WHO says we should stop giving antibiotics to healthy animals as rates of antibiotic resistance continue to soar

The problem of antibiotic resistance has gained a lot of international attention in recent years, with doctors and patients alike growing more aware of the need to curb unnecessary antibiotic use. However, even if everybody does their part, there’s another very big factor that should not be overlooked: Around 80 percent of the antibiotics around the world are actually used on animals.

In response, the World Health Organization has called for the use of antibiotics to promote growth in healthy animals to be stopped entirely. They’ve also recommended that medically important antibiotic use be cut back significantly to help prevent antibiotic resistance from growing out of control. The WHO says that the potential negative ramifications of restricting antibiotics to promote growth in animals are “relatively small or non-existent.”

Many of the antibiotics that are used for animals are quite similar to those given to humans, which means they are playing a role in the problem of growing infections that don’t respond to such medications.

According to the WHO’s recommendations, healthy animals should only be given antibiotics to prevent an illness if the disease has already been diagnosed in a particular animal’s herd or flock. Moreover, when antibiotics are used, vets should only give medications that are the least important to human health, using a list provided by the group. Meanwhile, those that appear as “highest priority critically important” on the list should not be given to animals as they are often the last line of defense for certain serious human bacterial infections. These include antibiotics such as macrolides, ketolides, and quinolones.

Some countries have already taken such initiatives. For example, the Netherlands has slashed the use of antibiotics in animals by almost 60 percent, while Namibia has halted the use of antibiotics in beef production. The EU has banned antibiotic use to promote growth since 2006.

National Resources Defense Council (NRDC) Senior Health Officer Dr. David Wallinga, who also served on the group that developed the WHO guidelines, said that he believes they could be successful as several of the countries already adhering to them have noted “remarkable decreases in their overall use of medically important antibiotics” in just a few years’ time.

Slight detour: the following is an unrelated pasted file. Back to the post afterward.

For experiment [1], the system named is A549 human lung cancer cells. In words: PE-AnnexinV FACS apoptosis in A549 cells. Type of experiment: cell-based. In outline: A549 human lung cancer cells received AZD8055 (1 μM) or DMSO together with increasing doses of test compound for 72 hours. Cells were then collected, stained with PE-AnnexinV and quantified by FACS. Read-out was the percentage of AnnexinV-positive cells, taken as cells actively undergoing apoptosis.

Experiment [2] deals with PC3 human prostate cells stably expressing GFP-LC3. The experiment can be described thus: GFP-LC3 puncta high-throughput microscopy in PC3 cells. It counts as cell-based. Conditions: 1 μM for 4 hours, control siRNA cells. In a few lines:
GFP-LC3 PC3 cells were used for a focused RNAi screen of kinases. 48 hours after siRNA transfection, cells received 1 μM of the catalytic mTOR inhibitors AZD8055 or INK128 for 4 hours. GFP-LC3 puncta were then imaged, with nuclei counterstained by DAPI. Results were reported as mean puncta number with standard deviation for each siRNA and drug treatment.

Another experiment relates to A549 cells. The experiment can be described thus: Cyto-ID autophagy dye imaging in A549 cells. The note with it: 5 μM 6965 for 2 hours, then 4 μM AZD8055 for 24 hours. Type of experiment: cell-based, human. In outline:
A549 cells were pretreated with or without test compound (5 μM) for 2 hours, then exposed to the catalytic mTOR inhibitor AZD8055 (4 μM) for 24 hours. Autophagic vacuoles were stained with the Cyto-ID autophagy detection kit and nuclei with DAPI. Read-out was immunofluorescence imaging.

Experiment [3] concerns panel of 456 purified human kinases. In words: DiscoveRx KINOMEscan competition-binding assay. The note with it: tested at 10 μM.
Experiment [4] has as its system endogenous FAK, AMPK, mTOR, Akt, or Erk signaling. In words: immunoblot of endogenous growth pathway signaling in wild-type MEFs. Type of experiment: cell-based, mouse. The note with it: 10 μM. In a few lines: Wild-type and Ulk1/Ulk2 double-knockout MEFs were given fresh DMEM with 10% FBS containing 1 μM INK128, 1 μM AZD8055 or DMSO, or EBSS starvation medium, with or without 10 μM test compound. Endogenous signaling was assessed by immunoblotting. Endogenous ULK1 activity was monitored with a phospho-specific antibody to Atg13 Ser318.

According to a systematic review in The Lancet Planetary Health, interventions restricting the use of antibiotics in animals that produce food led to a 39 percent reduction in antibiotic-resistant bacteria in those animals.

Cutting down on unnecessary antibiotic use

There are also measures that can be used instead of antibiotics to prevent disease in animals, such as improved hygiene and changes to husbandry and housing practices.

Antibiotic resistance is a serious threat, with some bacteria that lead to serious infections in humans already able to resist many, if not all, of the available treatments. Compounding the issue is a lack of promising alternatives in the research pipeline at the moment.

At least two million Americans contract antibiotic-resistant infections each year, and 23,000 people die from such infections annually in the U.S. alone. WHO Director General Dr. Tedros Adhanom Ghebreyesus has said that the lack of effective antibiotics is as big of a security threat as a sudden outbreak of a fatal disease.

We can alleviate the problem by questioning whether antibiotics are truly necessary when they are prescribed to us and exploring whether natural antibiotics are a viable alternative. In the case of animals, we can help by demanding that major supermarkets and restaurants adopt “antibiotic free” policies when it comes to their supplies of meat. Your life just might depend on it!

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